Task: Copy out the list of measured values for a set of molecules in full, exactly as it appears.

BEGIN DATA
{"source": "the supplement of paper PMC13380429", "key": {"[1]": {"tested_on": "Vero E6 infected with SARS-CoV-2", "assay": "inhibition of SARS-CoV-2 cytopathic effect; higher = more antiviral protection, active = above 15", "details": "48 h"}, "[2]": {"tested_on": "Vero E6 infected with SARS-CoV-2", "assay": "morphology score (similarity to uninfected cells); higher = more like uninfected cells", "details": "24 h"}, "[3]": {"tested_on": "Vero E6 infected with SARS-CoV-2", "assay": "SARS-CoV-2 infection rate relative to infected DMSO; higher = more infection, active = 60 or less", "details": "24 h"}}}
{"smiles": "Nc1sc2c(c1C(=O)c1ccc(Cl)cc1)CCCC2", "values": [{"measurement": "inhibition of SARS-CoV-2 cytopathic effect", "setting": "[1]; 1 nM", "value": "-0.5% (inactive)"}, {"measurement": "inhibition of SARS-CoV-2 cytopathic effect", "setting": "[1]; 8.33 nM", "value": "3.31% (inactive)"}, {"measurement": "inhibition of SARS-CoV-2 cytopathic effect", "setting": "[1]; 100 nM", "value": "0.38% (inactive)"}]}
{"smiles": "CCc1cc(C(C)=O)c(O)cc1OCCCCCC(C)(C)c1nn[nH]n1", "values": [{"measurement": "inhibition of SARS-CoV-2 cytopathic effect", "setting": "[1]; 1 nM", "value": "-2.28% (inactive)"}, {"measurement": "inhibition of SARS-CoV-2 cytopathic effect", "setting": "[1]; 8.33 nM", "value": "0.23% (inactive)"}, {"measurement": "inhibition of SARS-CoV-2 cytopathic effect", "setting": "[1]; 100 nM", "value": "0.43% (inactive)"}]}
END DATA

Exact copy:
{"source": "the supplement of paper PMC13380429", "key": {"[1]": {"tested_on": "Vero E6 infected with SARS-CoV-2", "assay": "inhibition of SARS-CoV-2 cytopathic effect; higher = more antiviral protection, active = above 15", "details": "48 h"}, "[2]": {"tested_on": "Vero E6 infected with SARS-CoV-2", "assay": "morphology score (similarity to uninfected cells); higher = more like uninfected cells", "details": "24 h"}, "[3]": {"tested_on": "Vero E6 infected with SARS-CoV-2", "assay": "SARS-CoV-2 infection rate relative to infected DMSO; higher = more infection, active = 60 or less", "details": "24 h"}}}
{"smiles": "Nc1sc2c(c1C(=O)c1ccc(Cl)cc1)CCCC2", "values": [{"measurement": "inhibition of SARS-CoV-2 cytopathic effect", "setting": "[1]; 1 nM", "value": "-0.5% (inactive)"}, {"measurement": "inhibition of SARS-CoV-2 cytopathic effect", "setting": "[1]; 8.33 nM", "value": "3.31% (inactive)"}, {"measurement": "inhibition of SARS-CoV-2 cytopathic effect", "setting": "[1]; 100 nM", "value": "0.38% (inactive)"}]}
{"smiles": "CCc1cc(C(C)=O)c(O)cc1OCCCCCC(C)(C)c1nn[nH]n1", "values": [{"measurement": "inhibition of SARS-CoV-2 cytopathic effect", "setting": "[1]; 1 nM", "value": "-2.28% (inactive)"}, {"measurement": "inhibition of SARS-CoV-2 cytopathic effect", "setting": "[1]; 8.33 nM", "value": "0.23% (inactive)"}, {"measurement": "inhibition of SARS-CoV-2 cytopathic effect", "setting": "[1]; 100 nM", "value": "0.43% (inactive)"}]}